Merry Christmas!

Merry Christmas to my followers.

Here’s a song many of you might remember from 1984.  If you were alive then, you must have heard it because it was everywhere!

May we always care so much about those who have nothing.

Hey Mickey (Toni Basil)

This song from 1982 has been stuck in my head for two days.   Major nostalgia!  I just learned Toni Basil was 39 years old when she made this video.    This is one of the greatest one hit wonders ever made.

Monday Melody: Red Red Wine – extended version (UB40)

Man, does this take me back.   This reggae influenced 1983 is 34 years old, if you can believe it (I can’t).

Monday Melody: Careless Whisper (George Michael)

Since George Michael died today (f*ck you, 2016!) I thought I’d use one of his songs for this week’s Monday Melody.  Careless Whisper (released in 1984) is probably my favorite George Michael tune.   Now it’s touched with sadness for me, but is still a classic.


Monday Melody: Major Tom (Peter Schilling)

I’ve posted about this song before, but oh, drat–I can’t find the post now.

Oh, there it is–playing Peekaboo down there in the “Related” posts.  Oh well.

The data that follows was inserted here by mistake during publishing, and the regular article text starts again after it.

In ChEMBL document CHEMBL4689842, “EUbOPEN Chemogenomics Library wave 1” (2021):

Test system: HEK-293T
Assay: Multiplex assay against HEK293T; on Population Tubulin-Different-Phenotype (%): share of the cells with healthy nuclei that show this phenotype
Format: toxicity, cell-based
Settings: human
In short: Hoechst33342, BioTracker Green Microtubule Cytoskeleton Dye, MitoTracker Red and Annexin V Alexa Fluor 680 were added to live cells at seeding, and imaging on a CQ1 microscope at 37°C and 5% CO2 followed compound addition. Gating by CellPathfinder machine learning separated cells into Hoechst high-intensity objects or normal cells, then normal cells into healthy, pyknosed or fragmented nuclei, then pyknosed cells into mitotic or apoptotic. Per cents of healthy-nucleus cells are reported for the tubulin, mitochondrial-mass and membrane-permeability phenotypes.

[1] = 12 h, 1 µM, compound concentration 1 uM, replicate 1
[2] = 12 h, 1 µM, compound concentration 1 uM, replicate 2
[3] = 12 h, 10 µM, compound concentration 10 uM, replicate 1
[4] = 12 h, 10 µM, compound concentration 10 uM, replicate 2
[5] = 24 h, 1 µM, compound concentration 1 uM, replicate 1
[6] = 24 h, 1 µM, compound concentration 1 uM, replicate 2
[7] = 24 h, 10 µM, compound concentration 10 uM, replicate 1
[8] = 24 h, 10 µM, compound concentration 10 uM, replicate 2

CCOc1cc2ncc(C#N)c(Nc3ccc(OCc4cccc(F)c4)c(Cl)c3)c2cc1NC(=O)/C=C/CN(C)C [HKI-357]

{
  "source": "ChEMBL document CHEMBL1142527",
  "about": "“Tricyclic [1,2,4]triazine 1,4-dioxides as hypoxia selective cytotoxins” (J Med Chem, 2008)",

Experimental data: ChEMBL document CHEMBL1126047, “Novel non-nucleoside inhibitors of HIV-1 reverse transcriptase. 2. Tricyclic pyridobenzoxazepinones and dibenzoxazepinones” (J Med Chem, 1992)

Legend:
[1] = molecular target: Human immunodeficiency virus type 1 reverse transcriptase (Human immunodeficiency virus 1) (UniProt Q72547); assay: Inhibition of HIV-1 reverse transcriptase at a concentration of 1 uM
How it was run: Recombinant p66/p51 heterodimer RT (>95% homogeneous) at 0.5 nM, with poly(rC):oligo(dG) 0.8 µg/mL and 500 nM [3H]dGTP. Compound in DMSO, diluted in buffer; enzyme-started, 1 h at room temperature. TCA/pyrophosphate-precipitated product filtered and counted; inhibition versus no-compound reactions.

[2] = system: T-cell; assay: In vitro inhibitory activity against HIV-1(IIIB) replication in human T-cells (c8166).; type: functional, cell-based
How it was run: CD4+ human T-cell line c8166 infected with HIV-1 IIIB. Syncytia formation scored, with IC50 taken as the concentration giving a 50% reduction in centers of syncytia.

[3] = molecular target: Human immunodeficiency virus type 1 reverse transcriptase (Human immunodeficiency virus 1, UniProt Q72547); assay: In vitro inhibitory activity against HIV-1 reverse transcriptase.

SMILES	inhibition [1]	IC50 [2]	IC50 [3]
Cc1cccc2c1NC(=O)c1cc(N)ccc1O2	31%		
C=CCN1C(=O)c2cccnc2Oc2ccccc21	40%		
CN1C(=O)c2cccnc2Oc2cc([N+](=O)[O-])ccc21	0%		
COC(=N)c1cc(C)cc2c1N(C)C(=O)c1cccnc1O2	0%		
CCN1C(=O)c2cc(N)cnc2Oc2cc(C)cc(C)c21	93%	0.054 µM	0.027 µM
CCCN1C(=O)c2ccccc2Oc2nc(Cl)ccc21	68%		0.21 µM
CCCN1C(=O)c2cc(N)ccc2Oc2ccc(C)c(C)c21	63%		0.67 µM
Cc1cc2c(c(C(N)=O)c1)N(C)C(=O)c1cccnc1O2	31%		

Anywho…this one-hit Europop wonder by German musician Peter Schilling–intended as a sort of “answer” to David Bowie’s “Space Oddity,” never became that popular in the United States when it was released in 1983 but it did get a little airplay here, especially on the dance circuit, and remains one of my favorite 1980s tunes.

The beautiful, haunting chorus still gives me chills every time.   Does “coming home” mean coming home to earth…or “coming home” to the afterlife?  I think it’s most likely the latter.

Standing there alone
The ship is waiting
All systems are go
Are you sure?

Control is not convinced
But the computer
Has the evidence
“no need to abort”
The countdown starts

Watching in a trance
The crew is certain
Nothing left to chance
All is working
Trying to relax
Up in the capsule
“send me up a drink”
Jokes Major Tom
The count goes on

4, 3, 2, 1…
Earth below us
Drifting, falling
Floating weightless
Calling calling home…

Second stage is cut
We’re now in orbit
Stabilizers up
Running perfect
Starting to collect
Requested data
“What will it effect
When all is done”
Thinks Major Tom

Back at ground control